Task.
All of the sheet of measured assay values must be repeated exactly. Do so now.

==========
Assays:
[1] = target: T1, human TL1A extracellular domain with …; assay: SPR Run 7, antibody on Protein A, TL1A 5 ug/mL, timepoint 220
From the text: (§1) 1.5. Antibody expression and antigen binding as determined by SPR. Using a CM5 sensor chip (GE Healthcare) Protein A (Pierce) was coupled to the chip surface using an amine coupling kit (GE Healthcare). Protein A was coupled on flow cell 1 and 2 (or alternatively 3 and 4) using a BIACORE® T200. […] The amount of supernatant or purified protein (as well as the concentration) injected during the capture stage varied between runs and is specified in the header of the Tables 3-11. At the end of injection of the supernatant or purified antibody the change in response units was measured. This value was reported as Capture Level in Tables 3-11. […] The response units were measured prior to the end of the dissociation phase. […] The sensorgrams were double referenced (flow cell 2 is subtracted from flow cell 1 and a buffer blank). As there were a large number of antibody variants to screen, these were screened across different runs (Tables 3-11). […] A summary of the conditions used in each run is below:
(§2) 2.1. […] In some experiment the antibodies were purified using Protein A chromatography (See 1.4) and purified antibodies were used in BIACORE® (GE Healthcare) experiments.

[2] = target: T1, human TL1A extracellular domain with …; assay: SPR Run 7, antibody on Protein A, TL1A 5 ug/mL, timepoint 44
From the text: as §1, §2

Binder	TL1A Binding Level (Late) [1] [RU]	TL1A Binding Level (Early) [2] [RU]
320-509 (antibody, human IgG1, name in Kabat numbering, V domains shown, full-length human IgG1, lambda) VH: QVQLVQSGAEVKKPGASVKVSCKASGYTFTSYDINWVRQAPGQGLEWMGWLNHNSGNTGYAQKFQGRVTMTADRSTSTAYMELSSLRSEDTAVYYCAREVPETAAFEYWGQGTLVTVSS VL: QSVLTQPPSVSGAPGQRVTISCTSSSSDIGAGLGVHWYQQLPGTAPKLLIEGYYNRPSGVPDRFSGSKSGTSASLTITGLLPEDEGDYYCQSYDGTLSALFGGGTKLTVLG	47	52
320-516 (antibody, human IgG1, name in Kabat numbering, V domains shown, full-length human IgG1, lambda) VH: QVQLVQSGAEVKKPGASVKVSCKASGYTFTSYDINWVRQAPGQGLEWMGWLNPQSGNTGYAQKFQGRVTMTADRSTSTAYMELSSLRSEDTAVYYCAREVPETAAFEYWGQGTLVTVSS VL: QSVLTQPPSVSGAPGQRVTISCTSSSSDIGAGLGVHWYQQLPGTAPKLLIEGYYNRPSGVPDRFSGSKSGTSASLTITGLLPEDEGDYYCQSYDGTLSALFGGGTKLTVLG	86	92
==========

Assays:
[1] = target: T1, human TL1A extracellular domain with …; assay: SPR Run 7, antibody on Protein A, TL1A 5 ug/mL, timepoint 220
From the text: (§1) 1.5. Antibody expression and antigen binding as determined by SPR. Using a CM5 sensor chip (GE Healthcare) Protein A (Pierce) was coupled to the chip surface using an amine coupling kit (GE Healthcare). Protein A was coupled on flow cell 1 and 2 (or alternatively 3 and 4) using a BIACORE® T200. […] The amount of supernatant or purified protein (as well as the concentration) injected during the capture stage varied between runs and is specified in the header of the Tables 3-11. At the end of injection of the supernatant or purified antibody the change in response units was measured. This value was reported as Capture Level in Tables 3-11. […] The response units were measured prior to the end of the dissociation phase. […] The sensorgrams were double referenced (flow cell 2 is subtracted from flow cell 1 and a buffer blank). As there were a large number of antibody variants to screen, these were screened across different runs (Tables 3-11). […] A summary of the conditions used in each run is below:
(§2) 2.1. […] In some experiment the antibodies were purified using Protein A chromatography (See 1.4) and purified antibodies were used in BIACORE® (GE Healthcare) experiments.

[2] = target: T1, human TL1A extracellular domain with …; assay: SPR Run 7, antibody on Protein A, TL1A 5 ug/mL, timepoint 44
From the text: as §1, §2

Binder	TL1A Binding Level (Late) [1] [RU]	TL1A Binding Level (Early) [2] [RU]
320-509 (antibody, human IgG1, name in Kabat numbering, V domains shown, full-length human IgG1, lambda) VH: QVQLVQSGAEVKKPGASVKVSCKASGYTFTSYDINWVRQAPGQGLEWMGWLNHNSGNTGYAQKFQGRVTMTADRSTSTAYMELSSLRSEDTAVYYCAREVPETAAFEYWGQGTLVTVSS VL: QSVLTQPPSVSGAPGQRVTISCTSSSSDIGAGLGVHWYQQLPGTAPKLLIEGYYNRPSGVPDRFSGSKSGTSASLTITGLLPEDEGDYYCQSYDGTLSALFGGGTKLTVLG	47	52
320-516 (antibody, human IgG1, name in Kabat numbering, V domains shown, full-length human IgG1, lambda) VH: QVQLVQSGAEVKKPGASVKVSCKASGYTFTSYDINWVRQAPGQGLEWMGWLNPQSGNTGYAQKFQGRVTMTADRSTSTAYMELSSLRSEDTAVYYCAREVPETAAFEYWGQGTLVTVSS VL: QSVLTQPPSVSGAPGQRVTISCTSSSSDIGAGLGVHWYQQLPGTAPKLLIEGYYNRPSGVPDRFSGSKSGTSASLTITGLLPEDEGDYYCQSYDGTLSALFGGGTKLTVLG	86	92